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Ask Questions During a Job Interview

When preparing for a job interview, many people prepare themselves to answer questions, but overlook the opportunity to ask questions in return. It’s actually more than just a great opportunity – I consider it a requirement. It worries me if you don’t want to know more about the company and position you’re hoping to land in.

This week, while conducting a series of mock interviews at a nearby college, I noticed how few people come to their interview with questions. It is inevitable that at the end of an interview, the employer will ask you if you have any questions. “No, I can’t think of any” is the wrong answer. You worked so hard to get an interview with this person, and now you just ended the conversation prematurely.

For the people who do ask a question at the end of an interview, they tend to always ask the same two questions:

  1. What’s a typical day-in-the-life?
  2. How much is the salary?

The first one is a valid question, but if you want to stand out, you’ll need another one as well. The second is understandably something you want the answer to, but it’s not something you ask in the interview. If the interview goes well, then the employer will make you an offer, at which point you’ll know the answer. You want to avoid questions that you can get the answers to without asking. For instance, anything that can be answered by visiting the website is not something you want to ask.

Here are some questions to try:

  • What’s the company culture like? (What you’re trying to gauge with this one is: Are employees happy and supportive of one another?)
  • What’s one of your favorite projects/campaigns you’ve worked on?
  • What problems do you face in your industry? Where do you see need? What issues in your industry do you think need a fresh perspective?
  • What problems do you face within your company that need a new perspective/upgrade?
  • How did you end up at your company?
  • How long do most employees stay at your company? (You want to gauge whether or not there’s a lot of turnover. If so, why?)
  • Where do you see the company going in 5-10 years?
  • What’s the opportunity for growth within the position I’m applying for?
  • How many people would I be working with on a regular basis?
  • To what extent do the different departments interact with one another?
  • What’s one of the biggest mistakes that new hires make?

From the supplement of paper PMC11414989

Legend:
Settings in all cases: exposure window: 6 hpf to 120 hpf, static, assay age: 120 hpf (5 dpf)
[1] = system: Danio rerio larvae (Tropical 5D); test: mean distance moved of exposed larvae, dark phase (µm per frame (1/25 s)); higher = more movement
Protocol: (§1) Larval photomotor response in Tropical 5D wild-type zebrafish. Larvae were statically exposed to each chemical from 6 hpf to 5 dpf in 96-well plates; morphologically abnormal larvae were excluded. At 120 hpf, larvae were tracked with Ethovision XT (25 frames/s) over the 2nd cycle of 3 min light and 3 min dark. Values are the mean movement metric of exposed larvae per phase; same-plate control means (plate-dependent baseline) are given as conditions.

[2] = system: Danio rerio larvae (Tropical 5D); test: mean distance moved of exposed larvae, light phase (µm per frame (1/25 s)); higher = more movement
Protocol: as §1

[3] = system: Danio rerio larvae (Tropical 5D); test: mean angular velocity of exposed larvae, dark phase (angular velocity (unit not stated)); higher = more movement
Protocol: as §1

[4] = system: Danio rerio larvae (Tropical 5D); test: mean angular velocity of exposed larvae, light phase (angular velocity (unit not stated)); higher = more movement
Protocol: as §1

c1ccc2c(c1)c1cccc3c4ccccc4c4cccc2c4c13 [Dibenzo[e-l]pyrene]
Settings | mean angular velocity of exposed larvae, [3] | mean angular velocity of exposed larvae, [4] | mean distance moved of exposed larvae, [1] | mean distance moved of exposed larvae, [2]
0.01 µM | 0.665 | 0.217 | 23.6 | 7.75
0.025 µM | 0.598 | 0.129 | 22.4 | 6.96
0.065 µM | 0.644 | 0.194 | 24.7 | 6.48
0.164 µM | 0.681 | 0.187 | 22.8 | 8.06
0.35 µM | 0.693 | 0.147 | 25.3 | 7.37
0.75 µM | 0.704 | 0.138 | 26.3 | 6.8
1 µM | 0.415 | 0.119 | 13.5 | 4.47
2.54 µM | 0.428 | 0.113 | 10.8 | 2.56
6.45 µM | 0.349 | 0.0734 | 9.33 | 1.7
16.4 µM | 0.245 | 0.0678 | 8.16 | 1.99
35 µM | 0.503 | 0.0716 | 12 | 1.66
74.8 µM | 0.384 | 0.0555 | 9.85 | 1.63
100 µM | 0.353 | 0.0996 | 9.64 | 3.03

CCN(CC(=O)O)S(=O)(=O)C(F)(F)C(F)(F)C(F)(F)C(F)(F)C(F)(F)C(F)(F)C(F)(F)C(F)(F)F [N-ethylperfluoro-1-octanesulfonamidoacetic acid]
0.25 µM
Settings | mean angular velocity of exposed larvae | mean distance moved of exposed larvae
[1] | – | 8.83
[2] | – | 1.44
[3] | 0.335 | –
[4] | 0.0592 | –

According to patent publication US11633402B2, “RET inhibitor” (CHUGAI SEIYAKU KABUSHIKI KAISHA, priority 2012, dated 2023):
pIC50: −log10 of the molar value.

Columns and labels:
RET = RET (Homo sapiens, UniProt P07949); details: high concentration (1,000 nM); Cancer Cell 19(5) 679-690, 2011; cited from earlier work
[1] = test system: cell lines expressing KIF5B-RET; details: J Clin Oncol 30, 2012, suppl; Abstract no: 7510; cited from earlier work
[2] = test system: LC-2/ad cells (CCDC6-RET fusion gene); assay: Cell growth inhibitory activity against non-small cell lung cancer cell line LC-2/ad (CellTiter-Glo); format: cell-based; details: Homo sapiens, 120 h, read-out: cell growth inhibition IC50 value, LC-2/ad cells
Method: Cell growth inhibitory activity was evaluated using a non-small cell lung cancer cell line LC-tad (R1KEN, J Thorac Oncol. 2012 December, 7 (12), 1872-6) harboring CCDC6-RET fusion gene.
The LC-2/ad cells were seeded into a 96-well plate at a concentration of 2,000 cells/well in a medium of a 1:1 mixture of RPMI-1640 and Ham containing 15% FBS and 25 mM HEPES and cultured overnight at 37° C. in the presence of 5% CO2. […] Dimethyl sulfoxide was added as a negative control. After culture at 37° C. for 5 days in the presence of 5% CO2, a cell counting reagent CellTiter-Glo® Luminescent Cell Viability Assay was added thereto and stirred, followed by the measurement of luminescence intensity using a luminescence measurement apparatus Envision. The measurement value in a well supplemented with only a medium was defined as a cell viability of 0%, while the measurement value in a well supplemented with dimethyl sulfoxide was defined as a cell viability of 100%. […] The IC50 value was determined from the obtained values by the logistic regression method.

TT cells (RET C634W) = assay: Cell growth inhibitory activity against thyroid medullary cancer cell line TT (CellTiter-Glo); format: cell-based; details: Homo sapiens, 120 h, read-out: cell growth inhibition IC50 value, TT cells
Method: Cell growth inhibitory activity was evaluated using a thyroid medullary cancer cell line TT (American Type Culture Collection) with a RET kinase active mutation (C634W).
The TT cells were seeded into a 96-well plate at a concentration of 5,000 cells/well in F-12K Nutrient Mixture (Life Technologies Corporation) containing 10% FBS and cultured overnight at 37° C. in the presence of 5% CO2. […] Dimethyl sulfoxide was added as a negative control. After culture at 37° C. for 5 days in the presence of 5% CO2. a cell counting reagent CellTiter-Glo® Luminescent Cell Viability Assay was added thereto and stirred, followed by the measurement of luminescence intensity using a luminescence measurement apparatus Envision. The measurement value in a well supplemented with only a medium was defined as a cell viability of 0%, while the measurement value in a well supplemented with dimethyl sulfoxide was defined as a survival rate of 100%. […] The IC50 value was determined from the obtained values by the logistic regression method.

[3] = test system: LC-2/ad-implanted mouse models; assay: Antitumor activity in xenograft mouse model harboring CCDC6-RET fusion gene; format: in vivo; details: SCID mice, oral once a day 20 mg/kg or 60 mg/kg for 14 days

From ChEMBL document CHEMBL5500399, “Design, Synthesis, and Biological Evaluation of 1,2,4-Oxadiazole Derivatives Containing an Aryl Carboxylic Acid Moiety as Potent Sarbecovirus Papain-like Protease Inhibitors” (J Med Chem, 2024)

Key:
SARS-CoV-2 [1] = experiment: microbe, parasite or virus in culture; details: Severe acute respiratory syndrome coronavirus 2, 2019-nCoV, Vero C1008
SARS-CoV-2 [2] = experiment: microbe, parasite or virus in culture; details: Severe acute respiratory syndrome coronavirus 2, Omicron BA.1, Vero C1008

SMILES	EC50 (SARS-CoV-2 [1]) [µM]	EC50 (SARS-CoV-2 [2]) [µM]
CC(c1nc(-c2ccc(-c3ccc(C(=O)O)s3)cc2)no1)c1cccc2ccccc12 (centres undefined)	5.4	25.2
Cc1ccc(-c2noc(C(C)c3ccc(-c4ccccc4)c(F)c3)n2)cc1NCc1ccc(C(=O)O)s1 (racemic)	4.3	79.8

If you have other questions that have generated interesting conversations for you during an interview, share them with us in the comments! Or, if you try any of these out, I’d love to hear how they work out for you.

Author

Morgan is the social media strategist at Media Two, an interactive advertising agency in downtown Raleigh. In her role at Media Two, Morgan Siem helps businesses, both B2B and B2C to leverage social media channels to meet their business goals. Morgan has worked with clients such as Microsoft Office for Mac Business Unit, Entertainment Publications, the University of North Carolina at Greensboro, Kindermusik International and Special Olympics of North Carolina. Morgan graduated from the University of North Carolina at Chapel Hill in May of 2009 with a degree in Journalism and Mass Communication and a minor in Spanish. Follow her on Twitter.

Related posts:

  1. Interesting Interview Questions from a Real COO
  2. Are You Prepared for These Interview Questions?
  3. 3 Interview Questions to Know How to Answer

One Response to “Ask Questions During a Job Interview”

  1. avatar Lew Sauder says:

    Throughout my career, the thing that has impressed me with good managers is the questions they ask. It’s a great indication of what they are focused on and that they’ve listened to what people had to say and asked questions that filled in the appropriate gaps.
    Interviews are a great opportunity to show the interviewer that you know how to fill in the gaps of information. One other benefit: You’ll learn a lot more about the company in order to make a better decision, should an offer be extended.
    Lew Sauder, Author, Consulting 101: 101 Tips For Success in Consulting (www.Consulting101Book.com)

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